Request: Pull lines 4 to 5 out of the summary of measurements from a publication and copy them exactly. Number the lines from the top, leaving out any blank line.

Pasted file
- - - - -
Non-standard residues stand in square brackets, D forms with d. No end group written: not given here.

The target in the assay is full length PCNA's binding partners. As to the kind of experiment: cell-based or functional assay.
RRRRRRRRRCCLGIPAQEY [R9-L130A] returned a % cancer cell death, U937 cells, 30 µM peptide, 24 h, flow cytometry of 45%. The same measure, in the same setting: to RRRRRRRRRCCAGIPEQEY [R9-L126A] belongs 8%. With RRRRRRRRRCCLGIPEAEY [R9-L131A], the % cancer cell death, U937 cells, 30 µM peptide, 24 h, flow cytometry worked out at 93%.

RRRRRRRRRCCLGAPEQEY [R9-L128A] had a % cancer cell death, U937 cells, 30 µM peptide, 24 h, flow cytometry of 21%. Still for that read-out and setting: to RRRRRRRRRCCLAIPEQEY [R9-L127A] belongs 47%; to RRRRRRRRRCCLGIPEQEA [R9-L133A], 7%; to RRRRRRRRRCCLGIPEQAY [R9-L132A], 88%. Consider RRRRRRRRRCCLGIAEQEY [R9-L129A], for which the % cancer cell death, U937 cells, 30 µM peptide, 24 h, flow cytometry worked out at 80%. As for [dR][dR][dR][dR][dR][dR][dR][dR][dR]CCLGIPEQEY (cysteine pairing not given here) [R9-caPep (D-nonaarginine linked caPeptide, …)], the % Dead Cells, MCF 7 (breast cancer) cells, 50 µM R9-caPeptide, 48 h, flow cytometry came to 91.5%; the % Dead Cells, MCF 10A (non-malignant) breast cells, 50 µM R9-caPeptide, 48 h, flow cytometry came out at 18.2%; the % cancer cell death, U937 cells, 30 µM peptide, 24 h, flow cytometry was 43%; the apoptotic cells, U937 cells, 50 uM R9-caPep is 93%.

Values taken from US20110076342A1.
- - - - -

RRRRRRRRRCCLGAPEQEY [R9-L128A] had a % cancer cell death, U937 cells, 30 µM peptide, 24 h, flow cytometry of 21%. Still for that read-out and setting: to RRRRRRRRRCCLAIPEQEY [R9-L127A] belongs 47%; to RRRRRRRRRCCLGIPEQEA [R9-L133A], 7%; to RRRRRRRRRCCLGIPEQAY [R9-L132A], 88%. Consider RRRRRRRRRCCLGIAEQEY [R9-L129A], for which the % cancer cell death, U937 cells, 30 µM peptide, 24 h, flow cytometry worked out at 80%. As for [dR][dR][dR][dR][dR][dR][dR][dR][dR]CCLGIPEQEY (cysteine pairing not given here) [R9-caPep (D-nonaarginine linked caPeptide, …)], the % Dead Cells, MCF 7 (breast cancer) cells, 50 µM R9-caPeptide, 48 h, flow cytometry came to 91.5%; the % Dead Cells, MCF 10A (non-malignant) breast cells, 50 µM R9-caPeptide, 48 h, flow cytometry came out at 18.2%; the % cancer cell death, U937 cells, 30 µM peptide, 24 h, flow cytometry was 43%; the apoptotic cells, U937 cells, 50 uM R9-caPep is 93%.

Values taken from US20110076342A1.